A Chemical Proteomic Atlas of the Druggable Lysine Proteome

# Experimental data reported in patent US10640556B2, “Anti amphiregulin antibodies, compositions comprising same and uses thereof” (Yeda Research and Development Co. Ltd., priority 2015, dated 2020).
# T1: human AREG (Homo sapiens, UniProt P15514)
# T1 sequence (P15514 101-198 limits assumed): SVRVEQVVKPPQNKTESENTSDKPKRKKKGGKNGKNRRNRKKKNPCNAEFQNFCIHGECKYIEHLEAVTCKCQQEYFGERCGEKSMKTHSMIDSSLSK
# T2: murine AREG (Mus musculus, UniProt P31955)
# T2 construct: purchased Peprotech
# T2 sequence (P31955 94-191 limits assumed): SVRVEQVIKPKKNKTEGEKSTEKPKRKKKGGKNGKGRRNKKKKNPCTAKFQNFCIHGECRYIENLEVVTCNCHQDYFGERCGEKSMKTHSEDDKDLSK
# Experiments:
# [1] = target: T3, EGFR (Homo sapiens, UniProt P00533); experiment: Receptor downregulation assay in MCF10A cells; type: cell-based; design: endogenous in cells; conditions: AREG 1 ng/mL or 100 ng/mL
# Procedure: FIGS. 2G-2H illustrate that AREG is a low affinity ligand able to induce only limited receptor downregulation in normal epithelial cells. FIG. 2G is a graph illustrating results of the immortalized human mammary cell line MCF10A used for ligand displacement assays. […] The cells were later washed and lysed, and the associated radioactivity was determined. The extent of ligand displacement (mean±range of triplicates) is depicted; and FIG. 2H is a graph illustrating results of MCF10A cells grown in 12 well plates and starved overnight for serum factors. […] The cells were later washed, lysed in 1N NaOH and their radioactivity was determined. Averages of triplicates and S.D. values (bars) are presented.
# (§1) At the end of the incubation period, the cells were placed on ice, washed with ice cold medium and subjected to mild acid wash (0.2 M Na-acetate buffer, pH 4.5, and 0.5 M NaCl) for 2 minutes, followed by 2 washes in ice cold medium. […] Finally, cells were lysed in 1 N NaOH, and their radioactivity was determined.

Recent innovations in quantitative chemical proteomics have begun to unravel the reactivity and ligandability of lysines on a proteome-wide scale. Still, the aminophilic electrophiles deployed heretofore have captured only a small fraction of the ligandable lysine proteome. In this presentation, I will describe an in-depth profiling of uncharted aminophilic chemotypes that unveiled thousands of druggable lysines in human cancer cells. These experiments led to the discovery of chemoselective, reversible-covalent electrophiles, termed ‘scout' fragments, capable of capturing a remarkably broad fraction of the covalent small molecule-lysine interactions. We next mapped ‘scout' fragment-sensitive lysines to unravel the dynamic changes in primary human T cells upon activation and in peripheral blood mononuclear cells stimulated by bacterial lipopolysaccharide. I will further describe high-affinity lysine-specific small molecules that modulate the function of diverse proteins lacking small-molecule chemical probes. These findings enrich our understanding of functional and ligandable lysines in the human cancer and immune proteome and greatly expand its druggable landscape for basic and translational research.